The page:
Let's say your 10th-grader forgets his lunch. So you receive a telephone call at work.
“Mom, I left my baloney sandwich on the kitchen counter,” he tells you. “Can you bring it to me, pretty please?”
So, what would you do? I’d be willing to bet a Moonpie that many parents would drop everything and rush to the school to personally deliver their little snowflake’s brown bag lunch.
But that sort of coddling is not allowed at Catholic High School for Boys in Little Rock, Arkansas. As a matter of fact -- it’s outright banned.
Catholic High School prides itself on teaching reading, writing, arithmetic and problem-solving.
“Come, boys, so that you can become men,” is their challenge -- engraved in a monument attached to the school’s bricks.
There’s also a big sign plastered on the front door -- a message to moms and dads.
“If you are dropping off your son’s forgotten lunch, books, homework, equipment, etc., please TURN AROUND and exit the building. Your son will learn to problem-solve in your absence.”
Those Catholic school educators don’t mess around.
The school also posted the message on Facebook and, as they say, it’s gone viral. Television station KARK reports the posting has been shared tens of thousands of times.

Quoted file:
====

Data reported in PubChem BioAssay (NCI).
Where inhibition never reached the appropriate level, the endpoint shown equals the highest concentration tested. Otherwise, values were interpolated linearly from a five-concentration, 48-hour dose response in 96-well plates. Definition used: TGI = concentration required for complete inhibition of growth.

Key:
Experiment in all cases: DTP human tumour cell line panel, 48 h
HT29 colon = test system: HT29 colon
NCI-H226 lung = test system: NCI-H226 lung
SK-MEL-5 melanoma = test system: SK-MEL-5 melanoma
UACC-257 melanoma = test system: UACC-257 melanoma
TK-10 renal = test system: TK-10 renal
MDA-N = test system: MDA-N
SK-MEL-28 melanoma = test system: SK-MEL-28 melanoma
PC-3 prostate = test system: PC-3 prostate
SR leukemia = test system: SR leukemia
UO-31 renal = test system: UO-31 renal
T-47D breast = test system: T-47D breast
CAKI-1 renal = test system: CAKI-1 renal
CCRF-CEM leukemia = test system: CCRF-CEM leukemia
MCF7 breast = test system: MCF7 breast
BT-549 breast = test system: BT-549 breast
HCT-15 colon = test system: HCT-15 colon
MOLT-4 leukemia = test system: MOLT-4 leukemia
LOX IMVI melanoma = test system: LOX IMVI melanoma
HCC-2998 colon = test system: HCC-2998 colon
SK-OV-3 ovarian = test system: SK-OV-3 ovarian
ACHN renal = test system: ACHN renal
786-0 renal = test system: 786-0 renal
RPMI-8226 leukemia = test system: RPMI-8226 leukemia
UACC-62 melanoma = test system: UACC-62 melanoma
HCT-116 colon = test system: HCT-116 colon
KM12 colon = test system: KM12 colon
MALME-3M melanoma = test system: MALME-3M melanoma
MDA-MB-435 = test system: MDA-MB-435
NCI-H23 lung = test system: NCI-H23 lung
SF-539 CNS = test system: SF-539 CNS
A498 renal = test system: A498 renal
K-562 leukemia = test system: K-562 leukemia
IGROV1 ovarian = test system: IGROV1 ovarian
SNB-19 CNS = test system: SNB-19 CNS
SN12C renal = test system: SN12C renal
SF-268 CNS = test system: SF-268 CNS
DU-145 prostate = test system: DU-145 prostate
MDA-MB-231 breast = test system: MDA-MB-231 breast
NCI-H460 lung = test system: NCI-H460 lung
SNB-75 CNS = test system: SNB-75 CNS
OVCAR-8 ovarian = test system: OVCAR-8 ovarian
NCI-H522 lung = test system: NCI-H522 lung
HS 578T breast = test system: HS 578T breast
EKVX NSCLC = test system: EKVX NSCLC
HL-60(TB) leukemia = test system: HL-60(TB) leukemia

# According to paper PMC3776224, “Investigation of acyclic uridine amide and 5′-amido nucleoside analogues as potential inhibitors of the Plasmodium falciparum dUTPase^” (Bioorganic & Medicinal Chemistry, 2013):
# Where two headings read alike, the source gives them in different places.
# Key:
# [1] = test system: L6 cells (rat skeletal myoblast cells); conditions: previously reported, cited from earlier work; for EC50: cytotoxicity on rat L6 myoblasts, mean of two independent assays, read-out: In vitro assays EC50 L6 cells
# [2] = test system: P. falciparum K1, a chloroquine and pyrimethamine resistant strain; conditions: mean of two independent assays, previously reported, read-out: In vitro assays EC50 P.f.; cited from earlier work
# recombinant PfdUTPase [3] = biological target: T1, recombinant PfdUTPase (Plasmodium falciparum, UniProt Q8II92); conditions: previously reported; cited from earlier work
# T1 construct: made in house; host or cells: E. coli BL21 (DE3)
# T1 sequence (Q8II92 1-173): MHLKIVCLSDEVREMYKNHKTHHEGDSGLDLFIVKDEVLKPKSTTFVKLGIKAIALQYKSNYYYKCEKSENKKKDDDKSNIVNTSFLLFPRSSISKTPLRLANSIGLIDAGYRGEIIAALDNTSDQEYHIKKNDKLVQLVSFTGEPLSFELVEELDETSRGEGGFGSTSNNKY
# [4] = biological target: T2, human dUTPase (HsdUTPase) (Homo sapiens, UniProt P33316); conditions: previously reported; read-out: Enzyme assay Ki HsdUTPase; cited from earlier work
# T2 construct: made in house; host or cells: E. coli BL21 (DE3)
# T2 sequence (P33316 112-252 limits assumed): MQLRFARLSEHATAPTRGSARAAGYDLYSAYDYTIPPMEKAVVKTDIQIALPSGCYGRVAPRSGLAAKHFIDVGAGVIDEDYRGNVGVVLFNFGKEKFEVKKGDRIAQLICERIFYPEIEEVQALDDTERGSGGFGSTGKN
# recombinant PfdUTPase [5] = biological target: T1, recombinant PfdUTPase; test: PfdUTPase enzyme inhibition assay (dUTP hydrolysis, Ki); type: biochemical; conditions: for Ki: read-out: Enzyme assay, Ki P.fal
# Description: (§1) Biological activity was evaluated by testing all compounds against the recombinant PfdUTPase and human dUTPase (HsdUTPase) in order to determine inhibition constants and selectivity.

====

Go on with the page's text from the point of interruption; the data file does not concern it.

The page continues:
And parents from coast to coast are giving the Catholics a thumbs-up for teaching boys about self-reliance and personal responsibility.
- “This is beyond awesome! I find it hilarious that anyone’s bellyaching about a Catholic school encouraging parents to cut the umbilical cord and force their kids to develop self-reliance.”
- “Treating your high schooler son like a baby will make him soft and weak.”
- “It’s called learning through natural consequences. A child doesn’t learn responsibility when mommy or daddy comes running to the rescue.”
- “Those Catholics are one tough bunch.”
- “You can’t learn responsibility always depending on someone else.”
But not everyone was thrilled with the school’s methods.
- “This is disgusting.”
- “Surely this is just a suggestion and not a rule. No way, no how would any school person tell me what I could or could not bring to my child.”
- “If a school refused me being able to bring a forgotten lunch or a book he left because he was in a rush, I would find a more understanding school.”
Personal responsibility and self-reliance are lessons that seem to be lost in public schools -- where children are coddled.
Catholic High School teaches young boys how to become men -- instead of mama’s boys.